A Short History Of Book Reviewing's Long Decline: 'By the time of the first quote “book-review,” criticism had been in circulation for centuries—long enough for writers to know how it can sting. Understandably, then, the critic’s skepticism of an artist's genius has invariably existed alongside the artist's doubt over the critic's judgment.' [more inside]
posted by the man of twists and turns on Sep 22, 2012 - 11 comments

America’s capital is briefly moved to Lancaster, Pennsylvania

A Conservative History of the United States - Jack Hitt for New Yorker's Shouts & Murmurs, pieces together America's storied history from quotes by Rick Perry, Dick Armey, Mike Huckabee, Dan Quayle and more.
posted by The Whelk on Sep 19, 2012 - 151 comments

Male nipples are OK, female nipple bulges are not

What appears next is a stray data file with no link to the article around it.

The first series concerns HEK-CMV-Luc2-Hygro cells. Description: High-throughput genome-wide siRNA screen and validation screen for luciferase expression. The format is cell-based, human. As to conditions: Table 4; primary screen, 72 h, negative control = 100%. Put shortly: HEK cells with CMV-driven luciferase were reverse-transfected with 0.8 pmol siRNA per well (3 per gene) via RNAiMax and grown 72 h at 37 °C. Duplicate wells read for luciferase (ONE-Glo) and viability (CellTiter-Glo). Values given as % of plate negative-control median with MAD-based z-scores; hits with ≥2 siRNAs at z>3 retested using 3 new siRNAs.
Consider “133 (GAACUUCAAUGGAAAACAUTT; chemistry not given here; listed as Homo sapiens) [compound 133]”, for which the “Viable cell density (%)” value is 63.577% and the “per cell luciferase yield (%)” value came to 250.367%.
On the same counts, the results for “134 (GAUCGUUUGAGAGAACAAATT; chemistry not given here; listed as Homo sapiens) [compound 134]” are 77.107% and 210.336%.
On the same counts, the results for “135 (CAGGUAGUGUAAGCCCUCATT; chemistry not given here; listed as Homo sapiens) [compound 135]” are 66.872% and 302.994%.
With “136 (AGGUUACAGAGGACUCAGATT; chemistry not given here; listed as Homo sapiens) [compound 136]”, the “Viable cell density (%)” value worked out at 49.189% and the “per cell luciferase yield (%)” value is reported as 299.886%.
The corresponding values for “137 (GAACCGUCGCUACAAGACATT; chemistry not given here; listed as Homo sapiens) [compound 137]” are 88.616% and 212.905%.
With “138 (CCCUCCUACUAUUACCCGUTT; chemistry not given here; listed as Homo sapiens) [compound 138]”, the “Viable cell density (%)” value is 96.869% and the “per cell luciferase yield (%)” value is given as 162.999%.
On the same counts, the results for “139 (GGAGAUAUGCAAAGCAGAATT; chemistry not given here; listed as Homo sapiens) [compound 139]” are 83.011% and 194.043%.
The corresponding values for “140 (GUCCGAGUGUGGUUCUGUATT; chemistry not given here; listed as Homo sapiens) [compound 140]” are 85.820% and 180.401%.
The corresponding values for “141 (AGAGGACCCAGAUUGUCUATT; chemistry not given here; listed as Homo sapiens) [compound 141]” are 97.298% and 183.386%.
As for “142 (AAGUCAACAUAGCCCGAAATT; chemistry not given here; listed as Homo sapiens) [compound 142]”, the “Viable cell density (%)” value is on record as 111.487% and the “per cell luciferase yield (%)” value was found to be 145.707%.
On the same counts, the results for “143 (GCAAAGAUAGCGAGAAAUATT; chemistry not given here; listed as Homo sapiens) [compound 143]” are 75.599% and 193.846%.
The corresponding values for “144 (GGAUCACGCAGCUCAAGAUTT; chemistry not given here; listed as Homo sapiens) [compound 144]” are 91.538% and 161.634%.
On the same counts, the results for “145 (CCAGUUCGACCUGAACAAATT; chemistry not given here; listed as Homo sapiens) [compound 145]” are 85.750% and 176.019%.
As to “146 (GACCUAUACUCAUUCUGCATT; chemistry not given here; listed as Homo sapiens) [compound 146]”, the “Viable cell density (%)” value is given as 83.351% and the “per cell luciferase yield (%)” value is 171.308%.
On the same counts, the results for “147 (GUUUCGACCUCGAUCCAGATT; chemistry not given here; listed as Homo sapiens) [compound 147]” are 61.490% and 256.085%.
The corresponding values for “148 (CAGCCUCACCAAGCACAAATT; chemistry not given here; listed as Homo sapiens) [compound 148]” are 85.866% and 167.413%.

Nipplegate: Why the New Yorker Cartoon Department is About to be Banned from Facebook [more inside]
posted by asnider on Sep 11, 2012 - 124 comments

Starring Tom Hanks, Tom Hanks, Tom Hanks, Tom Hanks and Tom Hanks.

Andy agreed. “ ‘Cloud Atlas’ is our getting back to the spectacle of the sixties and seventies, the touchstone movies,” he said, rubbing his bald dome like a magic lantern. The model for their vision, they explained, was Stanley Kubrick’s “2001: A Space Odyssey,” which the Wachowskis had first seen when Lana, then Larry, was ten and Andy seven. (Previously and Previously)
posted by octothorpe on Sep 3, 2012 - 221 comments

Wow, that’s quite a scenario!

Marathon Man: A Michigan dentist’s improbable transformation.
posted by crayz on Sep 2, 2012 - 93 comments

JOIN THE CLUB.

Time, CNN Suspend Zakaria After He Admits "Terrible Mistake" [slate.com] "The columnist was caught passing off large chunks of a New Yorker essay as his own."
posted by Fizz on Aug 11, 2012 - 105 comments

"Corn liquor by moonlight in a deserted aviation field in Alabama."